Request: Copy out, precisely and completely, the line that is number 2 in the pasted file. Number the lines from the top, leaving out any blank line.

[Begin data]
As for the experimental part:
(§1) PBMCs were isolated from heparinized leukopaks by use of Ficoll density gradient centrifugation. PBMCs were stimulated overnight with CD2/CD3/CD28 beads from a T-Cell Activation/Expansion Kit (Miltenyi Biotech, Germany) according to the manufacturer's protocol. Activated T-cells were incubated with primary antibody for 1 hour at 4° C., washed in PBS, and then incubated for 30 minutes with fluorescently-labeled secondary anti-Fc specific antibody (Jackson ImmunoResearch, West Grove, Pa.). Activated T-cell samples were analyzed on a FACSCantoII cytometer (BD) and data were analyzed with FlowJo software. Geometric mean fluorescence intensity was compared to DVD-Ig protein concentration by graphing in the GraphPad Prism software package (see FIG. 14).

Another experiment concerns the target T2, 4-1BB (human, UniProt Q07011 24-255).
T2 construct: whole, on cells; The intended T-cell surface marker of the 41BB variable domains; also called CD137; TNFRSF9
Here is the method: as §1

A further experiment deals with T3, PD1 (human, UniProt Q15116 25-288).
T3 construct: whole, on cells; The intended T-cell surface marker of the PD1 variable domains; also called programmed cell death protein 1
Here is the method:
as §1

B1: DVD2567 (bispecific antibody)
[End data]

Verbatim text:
(§1) PBMCs were isolated from heparinized leukopaks by use of Ficoll density gradient centrifugation. PBMCs were stimulated overnight with CD2/CD3/CD28 beads from a T-Cell Activation/Expansion Kit (Miltenyi Biotech, Germany) according to the manufacturer's protocol. Activated T-cells were incubated with primary antibody for 1 hour at 4° C., washed in PBS, and then incubated for 30 minutes with fluorescently-labeled secondary anti-Fc specific antibody (Jackson ImmunoResearch, West Grove, Pa.). Activated T-cell samples were analyzed on a FACSCantoII cytometer (BD) and data were analyzed with FlowJo software. Geometric mean fluorescence intensity was compared to DVD-Ig protein concentration by graphing in the GraphPad Prism software package (see FIG. 14).